The Bible on Building


There is no specific chapter in the Bible for architects, nor for anyone else; it is all there for everyone and as seen in the last section gives general principles rather than detailed instructions.

However there are architectural events in the Bible and we can learn from the particular points they are making, though the subject is usually a wider one than architecture or building



Genesis 11 v1-9

In his pride man begins to build the tallest building in the world to make a name for himself. Sounds familiar? This first time God intervenes and frustrates the plan.

More important are the linguistic and geographical aspects.

Daniel 4 especially v28-32
Here an emperor exults in his pride over the palace he has built. God punishes him for his pride, until he acknowledges that God is Sovereign.
Ecclesiastes 2 v1-11
King Solomon acknowledges that if just constructed for his own pleasure building and landscape projects are meaningless, because they will be inherited by others who may not appreciate them.
1 Chronicles 28 v11-19

The history of the Temple is of great spiritual significance, and in the New Testament Christians are described as temples of the Holy Spirit.

The verses referred to show that King David received its specification from God but it was his son Solomon who built and dedicated it.

It was a magnificent structure adorned with bronze decorations and covered with beaten gold. God delights in man's handiwork, which should be the best he is capable of.


Nehemiah - the whole book

The whole Book of Nehemiah is about his achievements in rebuilding the walls of Jerusalem after the Jews returned from exile in Babylon in the sixth century BC.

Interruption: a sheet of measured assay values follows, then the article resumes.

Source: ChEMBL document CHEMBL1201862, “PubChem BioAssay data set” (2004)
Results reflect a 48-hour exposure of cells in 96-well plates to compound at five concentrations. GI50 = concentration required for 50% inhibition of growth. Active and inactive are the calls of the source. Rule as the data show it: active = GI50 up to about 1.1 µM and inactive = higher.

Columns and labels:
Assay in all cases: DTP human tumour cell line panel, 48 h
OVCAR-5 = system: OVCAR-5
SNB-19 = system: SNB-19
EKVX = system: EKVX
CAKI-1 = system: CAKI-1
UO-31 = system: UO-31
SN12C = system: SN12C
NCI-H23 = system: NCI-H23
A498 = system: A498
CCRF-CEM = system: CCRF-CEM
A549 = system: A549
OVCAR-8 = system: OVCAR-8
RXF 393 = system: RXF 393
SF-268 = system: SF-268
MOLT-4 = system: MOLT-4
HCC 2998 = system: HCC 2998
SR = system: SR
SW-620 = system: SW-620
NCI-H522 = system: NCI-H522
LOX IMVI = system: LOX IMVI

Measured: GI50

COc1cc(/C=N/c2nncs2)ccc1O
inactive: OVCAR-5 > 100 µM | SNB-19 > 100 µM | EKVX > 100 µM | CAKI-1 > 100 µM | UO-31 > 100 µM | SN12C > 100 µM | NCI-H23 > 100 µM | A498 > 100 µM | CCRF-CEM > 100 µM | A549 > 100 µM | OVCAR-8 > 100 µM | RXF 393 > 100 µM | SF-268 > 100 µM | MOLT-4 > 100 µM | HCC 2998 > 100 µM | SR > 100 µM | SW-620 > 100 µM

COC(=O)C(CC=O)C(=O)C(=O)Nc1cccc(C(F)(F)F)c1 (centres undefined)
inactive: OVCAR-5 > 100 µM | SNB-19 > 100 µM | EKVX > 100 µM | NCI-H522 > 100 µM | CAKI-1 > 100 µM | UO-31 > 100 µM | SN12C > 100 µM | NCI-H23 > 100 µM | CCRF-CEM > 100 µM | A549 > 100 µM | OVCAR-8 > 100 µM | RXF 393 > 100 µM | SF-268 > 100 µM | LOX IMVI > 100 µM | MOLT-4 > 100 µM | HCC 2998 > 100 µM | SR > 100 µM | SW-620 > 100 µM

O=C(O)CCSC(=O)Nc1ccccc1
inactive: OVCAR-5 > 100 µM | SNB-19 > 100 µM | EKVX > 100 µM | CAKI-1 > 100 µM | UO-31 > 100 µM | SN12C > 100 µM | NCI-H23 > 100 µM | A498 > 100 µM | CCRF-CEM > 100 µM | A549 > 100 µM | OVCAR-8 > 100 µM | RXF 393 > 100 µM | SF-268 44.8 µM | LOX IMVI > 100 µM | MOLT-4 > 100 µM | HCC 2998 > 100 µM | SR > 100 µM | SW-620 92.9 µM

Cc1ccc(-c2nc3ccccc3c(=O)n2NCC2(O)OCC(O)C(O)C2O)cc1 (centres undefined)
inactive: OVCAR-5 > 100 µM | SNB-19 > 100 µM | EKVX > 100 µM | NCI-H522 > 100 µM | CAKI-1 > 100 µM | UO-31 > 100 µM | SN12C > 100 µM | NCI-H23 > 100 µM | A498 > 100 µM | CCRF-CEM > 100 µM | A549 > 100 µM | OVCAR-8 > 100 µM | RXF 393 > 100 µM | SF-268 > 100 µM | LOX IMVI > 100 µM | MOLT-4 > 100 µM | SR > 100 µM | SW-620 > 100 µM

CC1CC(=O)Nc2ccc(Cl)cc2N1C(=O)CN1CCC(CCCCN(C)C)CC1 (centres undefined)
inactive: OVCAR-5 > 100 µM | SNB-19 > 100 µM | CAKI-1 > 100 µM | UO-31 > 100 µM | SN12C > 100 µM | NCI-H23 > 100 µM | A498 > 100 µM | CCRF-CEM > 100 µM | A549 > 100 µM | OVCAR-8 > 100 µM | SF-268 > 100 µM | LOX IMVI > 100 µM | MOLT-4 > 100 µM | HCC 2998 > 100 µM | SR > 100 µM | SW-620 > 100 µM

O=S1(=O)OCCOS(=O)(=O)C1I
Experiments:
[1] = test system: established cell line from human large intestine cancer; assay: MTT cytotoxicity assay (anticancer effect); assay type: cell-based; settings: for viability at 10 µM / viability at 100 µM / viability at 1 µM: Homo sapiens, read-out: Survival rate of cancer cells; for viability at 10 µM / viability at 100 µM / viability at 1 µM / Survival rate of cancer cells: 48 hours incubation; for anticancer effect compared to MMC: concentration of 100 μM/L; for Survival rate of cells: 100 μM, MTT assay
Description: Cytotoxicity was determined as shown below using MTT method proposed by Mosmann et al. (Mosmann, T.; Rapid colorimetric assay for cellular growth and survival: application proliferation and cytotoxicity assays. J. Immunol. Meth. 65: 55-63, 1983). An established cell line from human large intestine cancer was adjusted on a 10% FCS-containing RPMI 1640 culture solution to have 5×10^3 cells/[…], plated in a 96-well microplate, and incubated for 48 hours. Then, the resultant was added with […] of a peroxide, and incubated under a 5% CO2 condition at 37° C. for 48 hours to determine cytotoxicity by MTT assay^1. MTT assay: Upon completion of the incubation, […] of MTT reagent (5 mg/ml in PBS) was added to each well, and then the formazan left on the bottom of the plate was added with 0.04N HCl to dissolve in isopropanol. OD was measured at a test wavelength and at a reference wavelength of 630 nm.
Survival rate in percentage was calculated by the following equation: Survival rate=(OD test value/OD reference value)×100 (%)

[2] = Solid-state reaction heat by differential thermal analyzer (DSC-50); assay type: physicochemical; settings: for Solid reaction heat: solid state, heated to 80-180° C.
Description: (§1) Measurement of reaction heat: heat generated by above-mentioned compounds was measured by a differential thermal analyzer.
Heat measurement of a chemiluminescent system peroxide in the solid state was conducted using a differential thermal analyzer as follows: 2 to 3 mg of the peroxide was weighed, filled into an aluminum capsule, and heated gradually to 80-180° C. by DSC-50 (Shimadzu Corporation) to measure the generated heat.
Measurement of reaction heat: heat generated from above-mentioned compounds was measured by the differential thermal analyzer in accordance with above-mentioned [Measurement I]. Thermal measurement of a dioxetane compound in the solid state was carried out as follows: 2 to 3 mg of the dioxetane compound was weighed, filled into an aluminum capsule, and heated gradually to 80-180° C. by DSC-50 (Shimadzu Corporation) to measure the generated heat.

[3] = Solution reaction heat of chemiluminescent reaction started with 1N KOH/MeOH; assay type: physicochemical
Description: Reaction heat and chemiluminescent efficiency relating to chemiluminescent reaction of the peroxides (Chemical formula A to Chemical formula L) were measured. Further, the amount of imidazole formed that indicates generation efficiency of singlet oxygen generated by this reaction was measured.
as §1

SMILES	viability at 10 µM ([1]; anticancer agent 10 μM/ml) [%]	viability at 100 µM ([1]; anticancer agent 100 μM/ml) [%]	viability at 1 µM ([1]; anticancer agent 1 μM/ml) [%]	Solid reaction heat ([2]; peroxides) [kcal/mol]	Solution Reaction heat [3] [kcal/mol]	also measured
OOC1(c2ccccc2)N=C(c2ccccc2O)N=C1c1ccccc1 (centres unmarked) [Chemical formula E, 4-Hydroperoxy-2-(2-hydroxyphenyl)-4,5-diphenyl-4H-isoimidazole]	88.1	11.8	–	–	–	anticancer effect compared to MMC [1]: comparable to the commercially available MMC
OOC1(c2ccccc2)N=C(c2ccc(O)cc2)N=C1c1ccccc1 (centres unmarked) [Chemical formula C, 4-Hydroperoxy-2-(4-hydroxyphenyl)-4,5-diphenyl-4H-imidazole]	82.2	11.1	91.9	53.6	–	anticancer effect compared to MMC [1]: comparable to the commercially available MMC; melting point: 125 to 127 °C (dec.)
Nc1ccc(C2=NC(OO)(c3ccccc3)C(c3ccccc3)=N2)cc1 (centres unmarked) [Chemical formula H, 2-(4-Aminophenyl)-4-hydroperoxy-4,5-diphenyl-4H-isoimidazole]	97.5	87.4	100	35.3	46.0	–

The principles are just as relevant today for managing a project such that those involved own it, and for outside professionals or aid workers promoting community development.

What Nehemiah achieved was physical and visible, but it set the scene for the important spiritual preparation of the Jewish people for the coming Messiah as Ezra taught them the Law.


Isaiah 61 v1-4

This is a prophecy about what the Messiah would accomplish when he came, part of which is rebuilding ancient ruins and restoring devastated places. While being a metaphor for spiritual restoration, to be effective as such it must be based on temporal truth.

The practice of building conservation cannot and does not rest on this passage alone, but the Bible does teach the importance of restoration and continuity, here and in other passages.


Luke 14 v28-30

This parable assumes rather than teaches that you should estimate the cost of a building before beginning, and applies the principal to the cost of following Jesus.

Revelation 21 v1-2 & 24-26

While we are to strive to build a just world, and one with fine architecture, ultimately it will come from God, be His work, not ours, though it will contain the cultural (including architectural) wealth of the nations.

The above extracts begin to show the continuous theme through the Bible of Jerusalem and Babylon, representing God's people and the world, which culminates in the New Jerusalem from which unbelievers will be excluded.

Life begins in the Garden of Eden, but heaven is not a garden of paradise but is described as a city into which the treasures of the nations are brought. To follow and understand this theme needs a whole book, not one web page.

The following are more in depth articles relevant to a Christian approach to architecture
A Theology of Place
Sustainable Architecture

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